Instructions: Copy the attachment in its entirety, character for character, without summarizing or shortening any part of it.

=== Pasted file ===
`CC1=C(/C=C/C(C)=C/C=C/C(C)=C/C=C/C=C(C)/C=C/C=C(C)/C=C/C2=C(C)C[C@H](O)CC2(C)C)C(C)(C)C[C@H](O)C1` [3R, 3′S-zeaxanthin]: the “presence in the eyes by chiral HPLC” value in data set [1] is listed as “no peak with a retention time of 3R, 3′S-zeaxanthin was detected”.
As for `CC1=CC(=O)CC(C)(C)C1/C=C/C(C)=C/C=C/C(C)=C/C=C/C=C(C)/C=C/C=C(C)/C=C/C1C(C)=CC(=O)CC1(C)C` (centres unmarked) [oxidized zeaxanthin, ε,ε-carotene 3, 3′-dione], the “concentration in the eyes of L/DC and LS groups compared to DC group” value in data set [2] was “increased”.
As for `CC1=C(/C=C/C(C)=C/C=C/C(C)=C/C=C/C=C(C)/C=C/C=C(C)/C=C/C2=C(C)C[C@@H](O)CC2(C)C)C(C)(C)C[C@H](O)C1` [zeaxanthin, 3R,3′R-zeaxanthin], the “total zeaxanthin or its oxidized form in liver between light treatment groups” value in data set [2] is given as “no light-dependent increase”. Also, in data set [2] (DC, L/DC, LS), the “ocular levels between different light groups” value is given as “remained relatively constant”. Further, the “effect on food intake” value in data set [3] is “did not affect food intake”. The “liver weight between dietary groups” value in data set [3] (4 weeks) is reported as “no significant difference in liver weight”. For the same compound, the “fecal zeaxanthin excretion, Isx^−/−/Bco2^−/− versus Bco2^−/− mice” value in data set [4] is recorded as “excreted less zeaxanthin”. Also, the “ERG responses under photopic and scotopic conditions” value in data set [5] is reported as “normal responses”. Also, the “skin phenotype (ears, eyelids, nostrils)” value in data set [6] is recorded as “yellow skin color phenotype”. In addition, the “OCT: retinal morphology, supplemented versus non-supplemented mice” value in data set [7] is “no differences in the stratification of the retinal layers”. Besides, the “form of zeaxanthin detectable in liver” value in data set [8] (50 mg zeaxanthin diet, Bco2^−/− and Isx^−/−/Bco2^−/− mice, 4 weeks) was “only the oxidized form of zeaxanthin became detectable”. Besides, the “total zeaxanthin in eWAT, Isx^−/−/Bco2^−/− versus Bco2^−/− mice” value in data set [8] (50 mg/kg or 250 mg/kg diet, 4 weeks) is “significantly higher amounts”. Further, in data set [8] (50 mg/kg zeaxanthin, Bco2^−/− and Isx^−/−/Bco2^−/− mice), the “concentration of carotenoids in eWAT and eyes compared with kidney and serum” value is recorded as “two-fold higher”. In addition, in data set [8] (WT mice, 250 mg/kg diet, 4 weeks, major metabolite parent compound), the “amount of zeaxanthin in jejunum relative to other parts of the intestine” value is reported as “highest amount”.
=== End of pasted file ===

`CC1=C(/C=C/C(C)=C/C=C/C(C)=C/C=C/C=C(C)/C=C/C=C(C)/C=C/C2=C(C)C[C@H](O)CC2(C)C)C(C)(C)C[C@H](O)C1` [3R, 3′S-zeaxanthin]: the “presence in the eyes by chiral HPLC” value in data set [1] is listed as “no peak with a retention time of 3R, 3′S-zeaxanthin was detected”.
As for `CC1=CC(=O)CC(C)(C)C1/C=C/C(C)=C/C=C/C(C)=C/C=C/C=C(C)/C=C/C=C(C)/C=C/C1C(C)=CC(=O)CC1(C)C` (centres unmarked) [oxidized zeaxanthin, ε,ε-carotene 3, 3′-dione], the “concentration in the eyes of L/DC and LS groups compared to DC group” value in data set [2] was “increased”.
As for `CC1=C(/C=C/C(C)=C/C=C/C(C)=C/C=C/C=C(C)/C=C/C=C(C)/C=C/C2=C(C)C[C@@H](O)CC2(C)C)C(C)(C)C[C@H](O)C1` [zeaxanthin, 3R,3′R-zeaxanthin], the “total zeaxanthin or its oxidized form in liver between light treatment groups” value in data set [2] is given as “no light-dependent increase”. Also, in data set [2] (DC, L/DC, LS), the “ocular levels between different light groups” value is given as “remained relatively constant”. Further, the “effect on food intake” value in data set [3] is “did not affect food intake”. The “liver weight between dietary groups” value in data set [3] (4 weeks) is reported as “no significant difference in liver weight”. For the same compound, the “fecal zeaxanthin excretion, Isx^−/−/Bco2^−/− versus Bco2^−/− mice” value in data set [4] is recorded as “excreted less zeaxanthin”. Also, the “ERG responses under photopic and scotopic conditions” value in data set [5] is reported as “normal responses”. Also, the “skin phenotype (ears, eyelids, nostrils)” value in data set [6] is recorded as “yellow skin color phenotype”. In addition, the “OCT: retinal morphology, supplemented versus non-supplemented mice” value in data set [7] is “no differences in the stratification of the retinal layers”. Besides, the “form of zeaxanthin detectable in liver” value in data set [8] (50 mg zeaxanthin diet, Bco2^−/− and Isx^−/−/Bco2^−/− mice, 4 weeks) was “only the oxidized form of zeaxanthin became detectable”. Besides, the “total zeaxanthin in eWAT, Isx^−/−/Bco2^−/− versus Bco2^−/− mice” value in data set [8] (50 mg/kg or 250 mg/kg diet, 4 weeks) is “significantly higher amounts”. Further, in data set [8] (50 mg/kg zeaxanthin, Bco2^−/− and Isx^−/−/Bco2^−/− mice), the “concentration of carotenoids in eWAT and eyes compared with kidney and serum” value is recorded as “two-fold higher”. In addition, in data set [8] (WT mice, 250 mg/kg diet, 4 weeks, major metabolite parent compound), the “amount of zeaxanthin in jejunum relative to other parts of the intestine” value is reported as “highest amount”.